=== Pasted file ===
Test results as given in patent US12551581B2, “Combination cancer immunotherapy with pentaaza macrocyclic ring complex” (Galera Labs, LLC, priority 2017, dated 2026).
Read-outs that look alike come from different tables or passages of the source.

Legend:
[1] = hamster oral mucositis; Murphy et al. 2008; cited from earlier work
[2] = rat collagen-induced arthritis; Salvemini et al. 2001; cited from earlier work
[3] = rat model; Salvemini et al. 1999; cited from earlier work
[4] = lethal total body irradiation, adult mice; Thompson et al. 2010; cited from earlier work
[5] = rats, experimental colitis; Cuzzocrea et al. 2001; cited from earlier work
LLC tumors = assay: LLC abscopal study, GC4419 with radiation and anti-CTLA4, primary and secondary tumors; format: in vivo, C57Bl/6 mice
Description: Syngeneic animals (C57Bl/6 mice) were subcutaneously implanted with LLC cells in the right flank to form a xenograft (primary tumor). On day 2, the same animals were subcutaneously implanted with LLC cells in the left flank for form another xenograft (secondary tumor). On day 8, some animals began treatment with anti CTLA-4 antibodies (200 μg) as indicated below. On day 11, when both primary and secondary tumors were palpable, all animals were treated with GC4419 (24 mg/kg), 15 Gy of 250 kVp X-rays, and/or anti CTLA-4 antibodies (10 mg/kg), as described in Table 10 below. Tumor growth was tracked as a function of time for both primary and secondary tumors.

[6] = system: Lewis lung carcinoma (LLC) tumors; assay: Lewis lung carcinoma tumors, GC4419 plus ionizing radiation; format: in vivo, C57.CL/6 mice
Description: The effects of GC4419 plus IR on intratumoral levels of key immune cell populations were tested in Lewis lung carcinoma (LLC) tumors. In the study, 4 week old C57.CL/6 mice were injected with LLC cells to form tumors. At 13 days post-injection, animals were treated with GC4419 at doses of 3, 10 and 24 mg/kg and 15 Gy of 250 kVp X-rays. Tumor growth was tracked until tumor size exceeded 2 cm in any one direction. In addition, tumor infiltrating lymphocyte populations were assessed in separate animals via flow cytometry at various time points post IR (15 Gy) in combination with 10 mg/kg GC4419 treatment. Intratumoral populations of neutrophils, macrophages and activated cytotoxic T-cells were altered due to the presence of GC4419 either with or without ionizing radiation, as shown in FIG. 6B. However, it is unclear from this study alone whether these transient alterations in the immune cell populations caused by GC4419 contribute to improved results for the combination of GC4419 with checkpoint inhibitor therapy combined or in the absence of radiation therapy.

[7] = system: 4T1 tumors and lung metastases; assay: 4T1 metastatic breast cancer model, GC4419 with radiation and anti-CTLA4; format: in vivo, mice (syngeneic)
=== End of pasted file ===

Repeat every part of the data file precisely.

Test results as given in patent US12551581B2, “Combination cancer immunotherapy with pentaaza macrocyclic ring complex” (Galera Labs, LLC, priority 2017, dated 2026).
Read-outs that look alike come from different tables or passages of the source.

Legend:
[1] = hamster oral mucositis; Murphy et al. 2008; cited from earlier work
[2] = rat collagen-induced arthritis; Salvemini et al. 2001; cited from earlier work
[3] = rat model; Salvemini et al. 1999; cited from earlier work
[4] = lethal total body irradiation, adult mice; Thompson et al. 2010; cited from earlier work
[5] = rats, experimental colitis; Cuzzocrea et al. 2001; cited from earlier work
LLC tumors = assay: LLC abscopal study, GC4419 with radiation and anti-CTLA4, primary and secondary tumors; format: in vivo, C57Bl/6 mice
Description: Syngeneic animals (C57Bl/6 mice) were subcutaneously implanted with LLC cells in the right flank to form a xenograft (primary tumor). On day 2, the same animals were subcutaneously implanted with LLC cells in the left flank for form another xenograft (secondary tumor). On day 8, some animals began treatment with anti CTLA-4 antibodies (200 μg) as indicated below. On day 11, when both primary and secondary tumors were palpable, all animals were treated with GC4419 (24 mg/kg), 15 Gy of 250 kVp X-rays, and/or anti CTLA-4 antibodies (10 mg/kg), as described in Table 10 below. Tumor growth was tracked as a function of time for both primary and secondary tumors.

[6] = system: Lewis lung carcinoma (LLC) tumors; assay: Lewis lung carcinoma tumors, GC4419 plus ionizing radiation; format: in vivo, C57.CL/6 mice
Description: The effects of GC4419 plus IR on intratumoral levels of key immune cell populations were tested in Lewis lung carcinoma (LLC) tumors. In the study, 4 week old C57.CL/6 mice were injected with LLC cells to form tumors. At 13 days post-injection, animals were treated with GC4419 at doses of 3, 10 and 24 mg/kg and 15 Gy of 250 kVp X-rays. Tumor growth was tracked until tumor size exceeded 2 cm in any one direction. In addition, tumor infiltrating lymphocyte populations were assessed in separate animals via flow cytometry at various time points post IR (15 Gy) in combination with 10 mg/kg GC4419 treatment. Intratumoral populations of neutrophils, macrophages and activated cytotoxic T-cells were altered due to the presence of GC4419 either with or without ionizing radiation, as shown in FIG. 6B. However, it is unclear from this study alone whether these transient alterations in the immune cell populations caused by GC4419 contribute to improved results for the combination of GC4419 with checkpoint inhibitor therapy combined or in the absence of radiation therapy.

[7] = system: 4T1 tumors and lung metastases; assay: 4T1 metastatic breast cancer model, GC4419 with radiation and anti-CTLA4; format: in vivo, mice (syngeneic)